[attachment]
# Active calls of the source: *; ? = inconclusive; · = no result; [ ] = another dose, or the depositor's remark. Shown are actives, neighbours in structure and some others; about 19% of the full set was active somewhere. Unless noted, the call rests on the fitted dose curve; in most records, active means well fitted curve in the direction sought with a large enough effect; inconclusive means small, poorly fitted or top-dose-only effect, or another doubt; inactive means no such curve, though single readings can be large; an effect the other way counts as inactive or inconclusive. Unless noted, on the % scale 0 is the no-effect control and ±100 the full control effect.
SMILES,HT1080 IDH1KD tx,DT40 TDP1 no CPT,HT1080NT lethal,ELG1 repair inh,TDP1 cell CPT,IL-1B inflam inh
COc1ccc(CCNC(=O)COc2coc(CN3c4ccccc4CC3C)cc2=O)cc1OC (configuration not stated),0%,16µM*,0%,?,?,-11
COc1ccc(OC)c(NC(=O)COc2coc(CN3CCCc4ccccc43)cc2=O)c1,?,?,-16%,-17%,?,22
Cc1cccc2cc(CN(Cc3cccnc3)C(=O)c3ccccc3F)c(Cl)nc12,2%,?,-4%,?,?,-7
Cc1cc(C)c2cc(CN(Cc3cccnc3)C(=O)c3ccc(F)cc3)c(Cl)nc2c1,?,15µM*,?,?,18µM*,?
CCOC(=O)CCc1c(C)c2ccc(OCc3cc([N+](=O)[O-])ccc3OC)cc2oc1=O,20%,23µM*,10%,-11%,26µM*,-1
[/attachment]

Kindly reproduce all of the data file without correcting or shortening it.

# Active calls of the source: *; ? = inconclusive; · = no result; [ ] = another dose, or the depositor's remark. Shown are actives, neighbours in structure and some others; about 19% of the full set was active somewhere. Unless noted, the call rests on the fitted dose curve; in most records, active means well fitted curve in the direction sought with a large enough effect; inconclusive means small, poorly fitted or top-dose-only effect, or another doubt; inactive means no such curve, though single readings can be large; an effect the other way counts as inactive or inconclusive. Unless noted, on the % scale 0 is the no-effect control and ±100 the full control effect.
SMILES,HT1080 IDH1KD tx,DT40 TDP1 no CPT,HT1080NT lethal,ELG1 repair inh,TDP1 cell CPT,IL-1B inflam inh
COc1ccc(CCNC(=O)COc2coc(CN3c4ccccc4CC3C)cc2=O)cc1OC (configuration not stated),0%,16µM*,0%,?,?,-11
COc1ccc(OC)c(NC(=O)COc2coc(CN3CCCc4ccccc43)cc2=O)c1,?,?,-16%,-17%,?,22
Cc1cccc2cc(CN(Cc3cccnc3)C(=O)c3ccccc3F)c(Cl)nc12,2%,?,-4%,?,?,-7
Cc1cc(C)c2cc(CN(Cc3cccnc3)C(=O)c3ccc(F)cc3)c(Cl)nc2c1,?,15µM*,?,?,18µM*,?
CCOC(=O)CCc1c(C)c2ccc(OCc3cc([N+](=O)[O-])ccc3OC)cc2oc1=O,20%,23µM*,10%,-11%,26µM*,-1